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Take Heart, Progressives: Theresa May Is Putting a Nail in the Coffin of the U.K. Right Wing

    U.K. Prime Minister Theresa May. (Tiocfaidh ár lá 1916 / CC BY-ND 2.0)
Natasha Hakimi Zapata
Assistant Editor and Poetry Editor
Natasha Hakimi Zapata is currently a Ph.D. candidate in Latin American Literature at the Universidad Complutense de Madrid, Spain. She also holds a Creative Writing M.F.A. from Boston University and both a…
Natasha Hakimi Zapata

By Natasha Hakimi Zapata

 

    U.K. Prime Minister Theresa May. (Tiocfaidh ár lá 1916 / CC BY-ND 2.0)

Natasha Hakimi Zapata reports for Truthdig from London.

What a relief it was to wake up Friday to news signaling that the hard-right march the West has been on for decades is being met with undeniable resistance.

I’m talking about the United Kingdom’s general election, of course, in which the Labour Party, under Jeremy Corbyn’s progressive leadership, made important gains.

Those who point out that the Tories are still the largest party in a hung Parliament are completely missing the point, as is conservative leader Theresa May, as she clings to power whichever way she can, seemingly deaf to the message her own people sent her during the snap election Thursday.

Seven or so weeks ago, after months of insisting she wouldn’t call a snap election before the five-year term she won from her predecessor was up, May did just that. The unelected prime minister had surely been looking at polls that suggested she was a comfortable 20 points ahead of Corbyn, who’d been maligned by media and even members of his own party since he was chosen as Labour’s leader in 2015. And so May decided to “strengthen her mandate” (read: do whatever she and her right-wing buddies damn well please) for the upcoming Brexit negotiations by asking the people of Britain to hand her more than the razor-thin majority she was working with in Parliament.

What followed were seven weeks of May essentially hiding behind the word “Brexit” and refusing to debate other party leaders on television, during a period in which two terrible attacks took place in major U.K. cities. But while May and the rest of the Tories thought they could win this election by shoring up more resentment toward the European Union and further stirring anti-immigrant sentiment, Corbyn decided to do quite the opposite. And amazingly, it worked.

Brexit, my English partner Richard tells me, was never really about the EU, regardless of what the pundits and politicians wanted everyone to believe. It was, as journalist Vincent Bevins wrote last year, the only tool handed to a rightfully disgruntled people to express their anger over a political system run by elites that has actively left them behind over the past several decades. Labour itself turned its back on the working classes under Tony Blair’s leadership, becoming “Conservative lite,” as Richard likes to call it, until Corbyn stepped up and sent shock waves through the establishment.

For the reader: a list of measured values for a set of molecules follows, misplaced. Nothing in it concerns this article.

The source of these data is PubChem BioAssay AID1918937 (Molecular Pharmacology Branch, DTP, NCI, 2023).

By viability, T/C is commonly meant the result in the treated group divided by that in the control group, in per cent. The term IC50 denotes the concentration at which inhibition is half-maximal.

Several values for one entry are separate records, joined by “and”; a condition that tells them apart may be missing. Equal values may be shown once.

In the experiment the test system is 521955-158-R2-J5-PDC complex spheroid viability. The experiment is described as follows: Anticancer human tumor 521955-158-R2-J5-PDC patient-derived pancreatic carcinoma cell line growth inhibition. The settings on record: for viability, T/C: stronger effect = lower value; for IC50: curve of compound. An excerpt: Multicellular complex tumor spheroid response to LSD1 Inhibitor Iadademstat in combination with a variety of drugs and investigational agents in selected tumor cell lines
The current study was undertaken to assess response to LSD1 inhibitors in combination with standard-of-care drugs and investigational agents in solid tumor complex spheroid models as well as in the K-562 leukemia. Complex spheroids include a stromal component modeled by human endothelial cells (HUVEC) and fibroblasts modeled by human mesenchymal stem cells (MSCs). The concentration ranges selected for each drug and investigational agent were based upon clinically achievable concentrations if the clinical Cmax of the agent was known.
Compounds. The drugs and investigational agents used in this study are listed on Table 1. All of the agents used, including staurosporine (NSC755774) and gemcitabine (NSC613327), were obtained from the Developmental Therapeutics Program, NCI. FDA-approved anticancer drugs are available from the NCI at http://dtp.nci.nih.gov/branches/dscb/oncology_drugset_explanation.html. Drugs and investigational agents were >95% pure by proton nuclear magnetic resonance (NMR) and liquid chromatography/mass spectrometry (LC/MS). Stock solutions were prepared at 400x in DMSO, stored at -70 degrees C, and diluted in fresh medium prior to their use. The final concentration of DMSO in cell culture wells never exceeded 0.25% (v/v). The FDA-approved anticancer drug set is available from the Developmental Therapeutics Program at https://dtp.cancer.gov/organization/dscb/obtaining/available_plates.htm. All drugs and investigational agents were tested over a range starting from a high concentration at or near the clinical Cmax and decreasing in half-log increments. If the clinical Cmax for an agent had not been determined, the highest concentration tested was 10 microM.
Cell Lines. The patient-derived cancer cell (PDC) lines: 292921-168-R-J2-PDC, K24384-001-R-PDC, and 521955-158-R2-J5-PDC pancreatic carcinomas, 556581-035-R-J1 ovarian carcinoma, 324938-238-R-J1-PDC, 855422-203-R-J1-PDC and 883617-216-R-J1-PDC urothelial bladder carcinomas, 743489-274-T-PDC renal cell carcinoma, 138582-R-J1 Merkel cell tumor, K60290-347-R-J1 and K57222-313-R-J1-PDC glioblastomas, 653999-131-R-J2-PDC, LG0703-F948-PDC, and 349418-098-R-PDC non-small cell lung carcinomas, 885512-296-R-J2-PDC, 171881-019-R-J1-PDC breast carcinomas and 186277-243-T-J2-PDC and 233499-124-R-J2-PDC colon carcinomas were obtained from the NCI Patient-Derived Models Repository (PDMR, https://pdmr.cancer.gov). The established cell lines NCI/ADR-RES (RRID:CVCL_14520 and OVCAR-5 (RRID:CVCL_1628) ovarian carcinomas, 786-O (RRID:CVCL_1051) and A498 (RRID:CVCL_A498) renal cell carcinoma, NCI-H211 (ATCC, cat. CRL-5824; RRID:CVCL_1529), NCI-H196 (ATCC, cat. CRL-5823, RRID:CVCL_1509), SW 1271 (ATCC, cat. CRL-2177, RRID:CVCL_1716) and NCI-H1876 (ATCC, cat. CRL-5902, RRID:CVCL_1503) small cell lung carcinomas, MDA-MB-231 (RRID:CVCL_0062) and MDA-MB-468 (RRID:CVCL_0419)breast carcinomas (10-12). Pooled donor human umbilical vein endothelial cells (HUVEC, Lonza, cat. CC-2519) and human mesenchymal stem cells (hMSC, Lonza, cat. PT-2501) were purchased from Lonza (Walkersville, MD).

Corbyn has been in Parliament since 1983, but he’s been on the streets of the U.K. since before then, protesting injustices ranging from South African apartheid to the Iraq War and the National Health Service’s junior doctors’ salary cuts. Unlike many of his colleagues in power, he’s been listening to the people he represents, a tendency that has kept him on the right side of history for decades. I have been at several events and rallies where Corbyn has spoken, and I can tell you that this is a man that no one should have underestimated.

The establishment’s insistence on not taking the Labour leader seriously is his not-so-secret secret weapon. After winning two leadership contests while many in his own party repudiated him and the right-wing media continued to denounce him as a “terrorist sympathizer,” Corbyn understood what it took to win over voters as an underdog, and this snap election gave him another chance to prove it.

American anthropologist David Graeber has written convincingly about those who have feared Corbyn’s rise all along:

If the opposition to Jeremy Corbyn … has been so fierce, and so bitter, it is because his existence as head of a major political party is an assault on the very notion that politics should be primarily about the personal qualities of politicians. It’s an attempt to change the rules of the game, and those who object most violently to the Labour leadership are precisely those who would lose the most personal power were it to be successful: sitting politicians and political commentators. …

The real concern … among the Labour establishment [is the] fear [of] being made truly accountable to those they represent. … [and] insofar as politics is a game of personalities, of scandals, foibles and acts of “leadership”, political journalists are not just the referees – in a real sense they are the field on which the game is played. Democratisation would turn them into reporters once again, in much the same way as it would turn politicians into representatives.

As other politicians went through the motions of meaningless sound bites, fearmongering and fundraising they’ve become accustomed to in place of actually campaigning, Corbyn went back to doing what he arguably does best: He listened to the pain of the people. The Labour Party put out its most left-wing manifesto in more than 30 years, proposing a taxation plan that would quite literally take from the rich to give to the poor—taxing corporations and the U.K.’s highest earners to pay for social programs that include abolishing university tuition fees and boosting investment in the ailing NHS.